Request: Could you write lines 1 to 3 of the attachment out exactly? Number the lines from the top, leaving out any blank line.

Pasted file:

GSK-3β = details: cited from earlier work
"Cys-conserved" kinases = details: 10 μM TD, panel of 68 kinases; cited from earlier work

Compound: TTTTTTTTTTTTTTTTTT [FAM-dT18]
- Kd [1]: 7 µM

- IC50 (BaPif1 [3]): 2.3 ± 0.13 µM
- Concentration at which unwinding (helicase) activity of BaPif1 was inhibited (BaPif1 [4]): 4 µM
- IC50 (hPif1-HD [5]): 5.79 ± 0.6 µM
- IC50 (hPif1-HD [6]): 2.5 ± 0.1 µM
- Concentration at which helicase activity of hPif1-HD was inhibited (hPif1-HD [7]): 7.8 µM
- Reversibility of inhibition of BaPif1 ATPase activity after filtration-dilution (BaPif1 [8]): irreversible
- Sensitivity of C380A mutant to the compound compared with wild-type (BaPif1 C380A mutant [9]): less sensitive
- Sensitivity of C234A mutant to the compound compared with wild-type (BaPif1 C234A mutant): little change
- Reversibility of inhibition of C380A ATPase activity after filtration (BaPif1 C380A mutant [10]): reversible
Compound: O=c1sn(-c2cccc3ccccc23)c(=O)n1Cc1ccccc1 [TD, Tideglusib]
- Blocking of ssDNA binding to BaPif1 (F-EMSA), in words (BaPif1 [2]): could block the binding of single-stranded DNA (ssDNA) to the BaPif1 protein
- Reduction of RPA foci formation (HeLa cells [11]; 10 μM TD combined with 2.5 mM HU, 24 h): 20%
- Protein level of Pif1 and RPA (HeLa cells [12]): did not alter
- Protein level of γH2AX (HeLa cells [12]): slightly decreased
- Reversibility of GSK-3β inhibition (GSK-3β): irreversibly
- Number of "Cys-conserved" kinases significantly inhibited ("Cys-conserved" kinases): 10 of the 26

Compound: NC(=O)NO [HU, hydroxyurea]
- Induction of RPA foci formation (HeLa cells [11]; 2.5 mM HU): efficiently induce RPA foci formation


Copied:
GSK-3β = details: cited from earlier work
"Cys-conserved" kinases = details: 10 μM TD, panel of 68 kinases; cited from earlier work

Compound: TTTTTTTTTTTTTTTTTT [FAM-dT18]